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Acopia promises to give you a good look at a very broad NAS

Virtual Wide Load

Reducing the cost and complexity of web vulnerability management

The last thing the folks at Acopia Networks said to us was, "Be nice." So, of course, we'll have to be mean as hell.

Only it's hard to eviscerate a storage and networking virtualization start-up. You can hardly ever tell exactly what these companies do. Their customers, although few, tend to love the product in question. And there's a whole bunch of companies floating around that seem to do very similar things, which would be bad if it didn't validate the market.

Acopia fits into that series of broad generalizations well.

The company makes a switch for linking numerous NAS (network attached storage) systems from the likes of NetApp and EMC. Using proprietary software, Acopia can create a single file system that stretches across all of these NAS boxes and creates a global namespace - something all the big boys are trying to do.

It boasts big name customers such as Merrill Lynch and Warner Music Group that just worship its products. These guys use Acopia's gear to tie together huge numbers of systems and to wring better performance out of each box. (You probably know this already though because Acopia has been pointing to the same two customers during presentations since at least June of 2004, which makes one curious to say the least.)

In addition, Acopia dukes it out with other NAS start-ups NeoPath Networks, NuView and Rainfinity, which was purchased by EMC in August. It's hard to say how accurate customer counts from any of these vendors are, but analysts seem to give the edge to NuView and Rainfinity - both of which are a couple years older than Acopia.

The basics

Having proven that Acopia fits the storage start-up mold, we should probably go ahead and tell you a bit more about what they do and how they do it.

Acopia sells three flavors of its ARX switches. On the low-end is the ARX500 "departmental switch," which is a 1U box that can handle close to 100MB/sec of data and manage more than 120m files. In the midrange sits the ARX1000 - a 2U box capable of 400MB/sec data rates and managing up to 300m files. On the high-end is the 13U monster ARX6000, which can pump data at 2GB/sec and manage more than 1bn files.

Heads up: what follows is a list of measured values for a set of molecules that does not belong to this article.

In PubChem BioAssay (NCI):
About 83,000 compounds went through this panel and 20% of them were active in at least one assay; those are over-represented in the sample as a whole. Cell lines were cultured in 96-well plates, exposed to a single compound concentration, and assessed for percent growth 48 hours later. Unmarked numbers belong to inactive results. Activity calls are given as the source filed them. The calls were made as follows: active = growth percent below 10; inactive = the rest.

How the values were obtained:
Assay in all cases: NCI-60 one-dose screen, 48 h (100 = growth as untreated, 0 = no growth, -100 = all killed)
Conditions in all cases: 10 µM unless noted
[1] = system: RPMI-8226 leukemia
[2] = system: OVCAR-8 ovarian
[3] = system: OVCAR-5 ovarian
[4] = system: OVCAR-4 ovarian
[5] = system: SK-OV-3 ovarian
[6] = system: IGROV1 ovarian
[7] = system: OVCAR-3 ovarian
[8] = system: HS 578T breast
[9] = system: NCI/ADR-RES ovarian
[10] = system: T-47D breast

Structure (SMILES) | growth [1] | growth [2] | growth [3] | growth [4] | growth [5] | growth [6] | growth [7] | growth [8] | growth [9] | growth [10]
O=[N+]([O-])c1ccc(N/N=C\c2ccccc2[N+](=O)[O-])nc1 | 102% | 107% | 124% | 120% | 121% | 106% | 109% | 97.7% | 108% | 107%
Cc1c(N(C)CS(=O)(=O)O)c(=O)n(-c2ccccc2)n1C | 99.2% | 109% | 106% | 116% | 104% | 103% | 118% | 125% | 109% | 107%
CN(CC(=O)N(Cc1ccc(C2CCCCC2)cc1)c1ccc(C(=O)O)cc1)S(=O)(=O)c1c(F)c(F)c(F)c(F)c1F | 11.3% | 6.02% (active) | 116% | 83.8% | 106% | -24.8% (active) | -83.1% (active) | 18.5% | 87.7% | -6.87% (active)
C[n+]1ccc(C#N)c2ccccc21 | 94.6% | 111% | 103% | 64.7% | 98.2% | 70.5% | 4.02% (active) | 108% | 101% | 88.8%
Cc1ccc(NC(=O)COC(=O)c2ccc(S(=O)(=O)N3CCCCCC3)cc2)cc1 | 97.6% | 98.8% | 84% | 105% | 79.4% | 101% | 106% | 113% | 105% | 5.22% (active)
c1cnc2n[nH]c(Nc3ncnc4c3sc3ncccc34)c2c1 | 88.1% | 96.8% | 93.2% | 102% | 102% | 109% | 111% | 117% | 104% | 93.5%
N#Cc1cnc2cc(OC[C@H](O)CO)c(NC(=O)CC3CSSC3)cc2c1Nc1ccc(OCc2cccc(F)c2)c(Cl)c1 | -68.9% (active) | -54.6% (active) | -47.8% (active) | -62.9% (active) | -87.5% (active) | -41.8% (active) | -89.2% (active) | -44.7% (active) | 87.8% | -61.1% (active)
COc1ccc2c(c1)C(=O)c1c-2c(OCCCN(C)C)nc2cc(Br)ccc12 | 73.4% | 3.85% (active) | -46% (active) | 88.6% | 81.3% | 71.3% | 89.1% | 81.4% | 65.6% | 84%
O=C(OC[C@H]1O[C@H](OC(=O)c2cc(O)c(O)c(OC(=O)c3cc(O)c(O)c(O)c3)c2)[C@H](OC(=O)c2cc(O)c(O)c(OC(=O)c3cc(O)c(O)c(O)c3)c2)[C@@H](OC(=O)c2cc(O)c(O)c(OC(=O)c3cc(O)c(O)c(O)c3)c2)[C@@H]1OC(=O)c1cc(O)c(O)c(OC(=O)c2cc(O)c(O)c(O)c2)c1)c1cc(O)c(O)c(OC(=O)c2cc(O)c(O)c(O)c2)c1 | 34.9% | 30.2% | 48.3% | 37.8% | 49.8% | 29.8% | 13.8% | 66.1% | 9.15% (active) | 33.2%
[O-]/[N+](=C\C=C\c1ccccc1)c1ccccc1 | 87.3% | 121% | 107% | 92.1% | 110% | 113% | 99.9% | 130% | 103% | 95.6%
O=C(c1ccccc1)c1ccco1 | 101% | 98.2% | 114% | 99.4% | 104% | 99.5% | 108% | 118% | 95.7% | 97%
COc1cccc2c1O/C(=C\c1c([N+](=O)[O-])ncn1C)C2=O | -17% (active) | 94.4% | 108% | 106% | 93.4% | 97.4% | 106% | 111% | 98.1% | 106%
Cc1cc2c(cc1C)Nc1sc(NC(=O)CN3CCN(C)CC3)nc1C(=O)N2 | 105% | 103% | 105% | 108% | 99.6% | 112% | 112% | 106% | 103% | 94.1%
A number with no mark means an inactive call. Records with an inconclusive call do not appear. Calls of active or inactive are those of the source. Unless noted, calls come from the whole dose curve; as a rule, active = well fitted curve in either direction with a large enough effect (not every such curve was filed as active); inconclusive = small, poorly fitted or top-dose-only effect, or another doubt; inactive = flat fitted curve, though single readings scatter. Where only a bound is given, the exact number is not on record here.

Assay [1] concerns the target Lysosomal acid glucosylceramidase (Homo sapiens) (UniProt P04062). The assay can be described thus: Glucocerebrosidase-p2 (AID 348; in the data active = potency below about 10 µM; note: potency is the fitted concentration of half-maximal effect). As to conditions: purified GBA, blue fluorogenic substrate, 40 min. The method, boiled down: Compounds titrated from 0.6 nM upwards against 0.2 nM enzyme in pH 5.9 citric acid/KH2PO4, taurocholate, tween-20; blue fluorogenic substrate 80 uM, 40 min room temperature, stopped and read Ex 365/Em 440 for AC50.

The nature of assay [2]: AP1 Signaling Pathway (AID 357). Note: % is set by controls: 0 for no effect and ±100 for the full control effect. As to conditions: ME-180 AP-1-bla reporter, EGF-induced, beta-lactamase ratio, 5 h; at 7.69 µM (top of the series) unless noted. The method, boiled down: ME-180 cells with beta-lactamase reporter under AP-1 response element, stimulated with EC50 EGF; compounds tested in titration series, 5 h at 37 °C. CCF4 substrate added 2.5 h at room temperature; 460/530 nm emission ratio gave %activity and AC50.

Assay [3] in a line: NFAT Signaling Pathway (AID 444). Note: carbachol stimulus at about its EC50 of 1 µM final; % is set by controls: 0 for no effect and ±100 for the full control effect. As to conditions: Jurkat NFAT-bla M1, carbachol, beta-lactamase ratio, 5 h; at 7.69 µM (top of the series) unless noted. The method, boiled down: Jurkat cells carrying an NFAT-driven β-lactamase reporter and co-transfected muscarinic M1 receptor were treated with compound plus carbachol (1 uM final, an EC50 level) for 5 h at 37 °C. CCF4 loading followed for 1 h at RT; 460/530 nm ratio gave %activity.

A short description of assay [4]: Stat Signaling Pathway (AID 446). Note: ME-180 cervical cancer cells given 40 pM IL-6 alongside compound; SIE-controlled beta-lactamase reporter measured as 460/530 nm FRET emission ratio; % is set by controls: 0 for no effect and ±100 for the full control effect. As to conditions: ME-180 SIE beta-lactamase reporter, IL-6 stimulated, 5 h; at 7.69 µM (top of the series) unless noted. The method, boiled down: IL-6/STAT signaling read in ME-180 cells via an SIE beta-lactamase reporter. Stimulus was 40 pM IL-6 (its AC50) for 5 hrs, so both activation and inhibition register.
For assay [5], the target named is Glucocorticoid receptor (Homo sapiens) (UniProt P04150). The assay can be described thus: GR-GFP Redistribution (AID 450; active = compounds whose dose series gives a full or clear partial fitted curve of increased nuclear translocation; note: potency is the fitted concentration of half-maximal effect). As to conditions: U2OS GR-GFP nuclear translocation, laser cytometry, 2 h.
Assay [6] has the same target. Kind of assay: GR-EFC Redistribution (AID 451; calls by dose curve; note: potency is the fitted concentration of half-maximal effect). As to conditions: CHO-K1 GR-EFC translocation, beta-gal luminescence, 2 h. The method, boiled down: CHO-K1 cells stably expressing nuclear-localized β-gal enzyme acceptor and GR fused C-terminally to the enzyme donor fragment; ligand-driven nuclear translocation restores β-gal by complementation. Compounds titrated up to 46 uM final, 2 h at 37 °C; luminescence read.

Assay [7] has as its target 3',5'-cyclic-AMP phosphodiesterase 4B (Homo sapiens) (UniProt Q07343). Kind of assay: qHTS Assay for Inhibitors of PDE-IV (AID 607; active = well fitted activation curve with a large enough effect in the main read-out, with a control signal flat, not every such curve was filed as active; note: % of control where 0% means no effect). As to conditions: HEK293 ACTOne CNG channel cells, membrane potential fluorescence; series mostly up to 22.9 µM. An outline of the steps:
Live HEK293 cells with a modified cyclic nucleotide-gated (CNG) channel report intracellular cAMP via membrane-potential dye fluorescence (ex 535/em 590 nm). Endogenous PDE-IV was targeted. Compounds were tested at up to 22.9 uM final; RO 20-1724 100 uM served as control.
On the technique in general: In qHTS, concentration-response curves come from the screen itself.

The company reckons that customers will typically pay $200,000 for a deployment, including two of the Acopia systems for redundancy. Larger configurations can hit $600,000 or even over $1m, said Joe Wisniewski. product marketing manager at Acopia.

Customers will plug the Acopia switches into their existing data centers and use the boxes to virtualize CIFS and NFS file systems. The nice bit about the Acopia technology is that customers can leave their NAS hardware up and running when first installing the gear. In addition, administrators can increase file system sizes or move a file system from one NAS box to another without shutting down any end user services.

"You can do things like moving data off filers onto cheaper storage or setting up more complex tiered storage systems," Wisniewski said. "All this happens without end users ever knowing the data was migrated."

So far, customers have tended to use the Acopia gear to virtualize large pools of NetApp and EMC systems. Increasingly, however, the company says that customers are looking to use the technology for heterogeneous networks as well.

Acopia faces competition from the other start-ups as well as larger players such as EMC, IBM and even Cisco that all have broad virtualization aspirations. The debate rages on as to whether or not servers, storage boxes or switches will ultimately control most of the virtualization functions.

In the meantime, Acopia can help out customers with NAS management disasters on their hands. The company has vowed to make its management software better and to add more sophisticated tools for keeping track of large numbers of systems - all of which sounds lovely and nice.

Two of Acopia's staffers chatted with us this week but didn't seem to know thing one about El Reg. As mentioned, asking us to be nice is typically a recipe for total disaster. Luckily for the marketing drones, we have it on high authority that members of the Acopia engineering staff rely on El Reg for their daily information dose. As usual, the engineers have saved the day. ®

Reducing the cost and complexity of web vulnerability management

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